Laws of Race/Laws of Representation: The Construction of Race and Law in Contemporary American Film
Cynthia D. Bond
The John Marshall Law School
May 9, 2010
Texas Review of Entertainment & Sports Law, Vol. 11, p. 219, 2010
Within hours of the soul-stirring and nation-lifting election of Barack Obama as president, journalists and pundits were announcing the demise of all prior notions of race in America. Even during the campaign itself, narratives of a "post-racial" America were bandied about. But the historic nature of Obama’s ascendance does not obliterate or transcend the vast history of race and racial representation in America. The representational techniques of the construction of both law and race in popular film are deeply interdependent. Both law and film are story-telling, narrative systems. Race is also a narrative system in which visual representation is key. The significance of the visual apprehension of race is deeply relevant to the legal construction of race as well. (For example, in early citizenship cases and racial “passing” cases which persisted through the latter part of the 20th century.) Since society constructs racial categories in large part by visual identification and experience, all visual media, including film, necessarily participate in the constitution of race. Thus, films do not simply depict supposedly free-standing, objective, racial categories naturalized by the dominant discourse, but instead actually participate in the creation of race. As part of standard Hollywood practice, the mainstream film audience is constructed through identification with a norm of “whiteness.” Since that audience, when viewing a law film, is actively involved in constituting the law as part of its spectatorship, it follows that mainstream films construct law from the perspective of white privilege. The consequences and effects of this cinematic construction of law are many. This article discusses three main effects: 1) the raced construction of the lawyer-hero; 2) the denial or displacement of the law’s role in constructing race and race-based discrimination; and 3) the suppression or revision of politics and political history.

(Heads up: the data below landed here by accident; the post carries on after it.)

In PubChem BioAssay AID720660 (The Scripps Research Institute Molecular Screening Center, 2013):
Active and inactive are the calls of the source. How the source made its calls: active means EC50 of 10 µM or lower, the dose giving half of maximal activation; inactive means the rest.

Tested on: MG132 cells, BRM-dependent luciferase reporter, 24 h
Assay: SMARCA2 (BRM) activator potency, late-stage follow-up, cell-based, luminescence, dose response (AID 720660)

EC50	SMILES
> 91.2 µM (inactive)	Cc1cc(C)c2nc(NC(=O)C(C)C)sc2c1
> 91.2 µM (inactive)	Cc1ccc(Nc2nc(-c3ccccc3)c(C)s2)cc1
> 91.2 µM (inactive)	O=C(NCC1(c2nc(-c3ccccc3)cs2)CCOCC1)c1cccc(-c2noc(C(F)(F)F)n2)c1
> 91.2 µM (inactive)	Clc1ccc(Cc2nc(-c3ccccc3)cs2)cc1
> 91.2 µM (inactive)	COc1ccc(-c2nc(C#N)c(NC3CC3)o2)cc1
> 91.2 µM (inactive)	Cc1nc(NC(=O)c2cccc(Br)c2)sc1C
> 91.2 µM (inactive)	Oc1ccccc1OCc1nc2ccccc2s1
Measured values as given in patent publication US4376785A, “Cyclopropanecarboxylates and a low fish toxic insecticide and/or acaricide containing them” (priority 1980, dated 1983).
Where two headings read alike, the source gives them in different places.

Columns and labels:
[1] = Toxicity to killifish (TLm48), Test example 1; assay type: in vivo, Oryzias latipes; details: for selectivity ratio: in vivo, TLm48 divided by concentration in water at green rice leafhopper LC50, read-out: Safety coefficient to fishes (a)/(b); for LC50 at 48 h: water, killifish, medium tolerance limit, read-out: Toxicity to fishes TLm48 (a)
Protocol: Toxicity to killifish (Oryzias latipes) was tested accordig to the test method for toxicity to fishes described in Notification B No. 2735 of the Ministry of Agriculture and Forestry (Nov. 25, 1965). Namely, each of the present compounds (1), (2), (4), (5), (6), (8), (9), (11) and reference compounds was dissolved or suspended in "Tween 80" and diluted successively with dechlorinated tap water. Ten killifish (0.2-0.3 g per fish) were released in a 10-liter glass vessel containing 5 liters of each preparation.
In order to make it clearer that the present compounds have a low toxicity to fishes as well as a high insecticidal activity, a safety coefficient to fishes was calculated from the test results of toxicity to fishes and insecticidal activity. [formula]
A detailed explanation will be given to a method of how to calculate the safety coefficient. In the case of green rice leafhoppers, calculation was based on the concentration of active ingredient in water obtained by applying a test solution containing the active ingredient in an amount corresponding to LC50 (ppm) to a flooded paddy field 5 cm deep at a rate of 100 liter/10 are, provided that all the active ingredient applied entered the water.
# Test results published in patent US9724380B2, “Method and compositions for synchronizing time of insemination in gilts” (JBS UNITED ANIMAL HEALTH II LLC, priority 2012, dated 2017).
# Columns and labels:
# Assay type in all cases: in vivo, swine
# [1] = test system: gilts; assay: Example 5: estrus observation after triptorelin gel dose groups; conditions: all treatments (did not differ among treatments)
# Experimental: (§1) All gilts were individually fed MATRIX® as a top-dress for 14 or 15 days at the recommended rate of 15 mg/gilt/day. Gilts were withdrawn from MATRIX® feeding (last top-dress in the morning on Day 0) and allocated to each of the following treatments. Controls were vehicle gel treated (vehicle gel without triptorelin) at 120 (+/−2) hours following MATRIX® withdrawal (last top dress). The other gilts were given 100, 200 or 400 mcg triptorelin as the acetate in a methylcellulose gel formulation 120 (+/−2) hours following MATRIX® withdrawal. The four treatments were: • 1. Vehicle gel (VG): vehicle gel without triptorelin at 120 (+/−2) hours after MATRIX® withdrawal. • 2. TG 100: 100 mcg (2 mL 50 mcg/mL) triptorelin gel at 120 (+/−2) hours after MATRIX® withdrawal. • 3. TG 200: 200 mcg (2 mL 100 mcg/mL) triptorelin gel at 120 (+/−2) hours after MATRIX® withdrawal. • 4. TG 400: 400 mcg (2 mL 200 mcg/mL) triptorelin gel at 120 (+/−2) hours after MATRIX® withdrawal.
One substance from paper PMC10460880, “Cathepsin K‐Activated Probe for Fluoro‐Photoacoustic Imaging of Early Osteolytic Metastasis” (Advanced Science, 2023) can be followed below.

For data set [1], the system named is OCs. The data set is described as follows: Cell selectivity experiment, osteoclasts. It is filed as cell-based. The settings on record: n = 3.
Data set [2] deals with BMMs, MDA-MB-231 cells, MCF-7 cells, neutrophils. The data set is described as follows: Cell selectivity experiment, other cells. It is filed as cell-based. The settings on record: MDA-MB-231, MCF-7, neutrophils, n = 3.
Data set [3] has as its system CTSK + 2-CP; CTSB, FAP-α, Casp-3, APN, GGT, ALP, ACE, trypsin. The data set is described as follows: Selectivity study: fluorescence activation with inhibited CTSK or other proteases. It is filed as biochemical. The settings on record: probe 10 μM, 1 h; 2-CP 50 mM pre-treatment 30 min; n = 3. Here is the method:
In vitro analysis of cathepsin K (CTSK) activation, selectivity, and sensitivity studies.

Number of Pages in PDF File: 47
Keywords: law & film, cultural studies, critical race theory, law & humanities, law & literatureAccepted Paper Series
Date posted: May 11, 2010 ; Last revised: June 22, 2010
© 2013 Social Science Electronic Publishing, Inc. All Rights Reserved.
This page was processed by apollo1 in 0.453 seconds